What’s the downside? In O’Rourke’s opinion, it takes a while to determine if a particular poster has “both knowledge and ethics.” “I have seen some posts that are clearly the work of a shill, as well as those that are more based on a vendetta than being informative,” he explains.
To a restaurateur, the wide reach of the web can be a blessing or a curse. Sam Palmisano, chef-owner of Pulcinella’s in South Burlington, has experienced both effects of online ratings firsthand. “Online media is a double-edged sword,” he says. “The fact of the matter is, it’s good because it gets you lots of exposure; it’s good because people can do research about your restaurant and link to your website and look at the menu.”
But, he says, having the power to rate a restaurant online may cause some customers to leave with a gripe rather than asking for a manager. “I believe it’s my job to handle customer complaints before [patrons] walk out the door,” he says.
When a customer assures her server everything is just dandy, then posts a scathing comment on a website, the opportunity to make amends is lost. “If you don’t voice your opinion [while you’re at a restaurant],” says Palmisano, “I don’t feel you have a right to go online and brutalize it.”
Of course, a restaurateur might make the same complaint about professional critics. But at least then, he or she knows whom to blame.
Between well-paid food writers and anonymous commenters, there’s a vast and expanding field of people who air their opinions for low or no pay over the web. Barry Estabrook of Vergennes, who was a contributing editor at the now-defunct Gourmet, thinks there’s room out there for both old and new approaches. Asked about the best food writing around, he points to the New York Times and the Washington Post, as well as to sites such as Grist, the Ethicurean and Civil Eats. But, he acknowledges, most websites, no matter how good the writing, pay peanuts.
Within 48 hours of the closing of Gourmet, Estabrook recalls, a handful of websites offered to syndicate his blog, Politics of the Plate. “All seven of them offered exactly the same pay rate, and you know what that was,” he says. Nada.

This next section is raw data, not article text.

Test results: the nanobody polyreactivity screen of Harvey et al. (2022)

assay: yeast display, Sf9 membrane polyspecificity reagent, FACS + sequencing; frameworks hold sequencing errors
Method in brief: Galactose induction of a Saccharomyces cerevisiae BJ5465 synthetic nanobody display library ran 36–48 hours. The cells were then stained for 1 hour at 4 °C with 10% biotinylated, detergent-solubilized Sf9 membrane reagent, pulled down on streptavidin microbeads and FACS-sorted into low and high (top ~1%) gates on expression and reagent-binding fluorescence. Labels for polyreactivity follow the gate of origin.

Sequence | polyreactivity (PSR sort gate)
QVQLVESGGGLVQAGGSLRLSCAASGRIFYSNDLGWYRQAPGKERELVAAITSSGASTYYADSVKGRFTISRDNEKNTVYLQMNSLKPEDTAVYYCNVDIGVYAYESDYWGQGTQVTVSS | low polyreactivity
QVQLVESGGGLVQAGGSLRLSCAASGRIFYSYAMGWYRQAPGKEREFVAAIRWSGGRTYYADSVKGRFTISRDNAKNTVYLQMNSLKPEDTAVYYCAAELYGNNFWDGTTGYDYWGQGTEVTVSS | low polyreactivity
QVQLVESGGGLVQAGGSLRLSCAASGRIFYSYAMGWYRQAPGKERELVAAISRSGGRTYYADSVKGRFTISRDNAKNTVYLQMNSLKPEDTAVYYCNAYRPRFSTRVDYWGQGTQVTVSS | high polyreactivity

Why post on the web if nobody wants to shell out for your labor? For one thing, it’s fun to watch fellow netizens react to your ideas. “When you write a piece in a magazine, sometimes you feel like it’s going out into the void,” says Estabrook. Politics of the Plate, which is now published on the Atlantic’s website as well as his own, often inspires impassioned reactions. “It’s great to see [readers] discussing things … it’s amazing how far and wide things can spread,” he says.
Estabrook also likes having a blog because it’s “sort of a home for the stuff I write,” he says. He has a book coming out soon, and having a website helps with promotions. Explains Estabrook: “I want to let people know I’m still around.”
I ask Estabrook whether he believes Gourmet’s demise had anything to do with the encroachment of digital media. Not a bit, he says. “Our readership was at an all-time high,” he asserts. “Newsstand sales were good.”
What did the magazine in? “It was mismanagement,” Estabrook says. “We lost our advertisers.” Food & Wine, he points out, is still “full of ads.”
Is there really room out there for all kinds of food media? No doubt about one thing: For food-loving readers who appreciate both the accountability of traditional media and the expansiveness of web-based writing, this is actually a golden age. If those readers can find it in their hearts to dig deep and pay for exceptional online content — and to keep supporting businesses that advertise in print media — maybe the industry can keep cooking.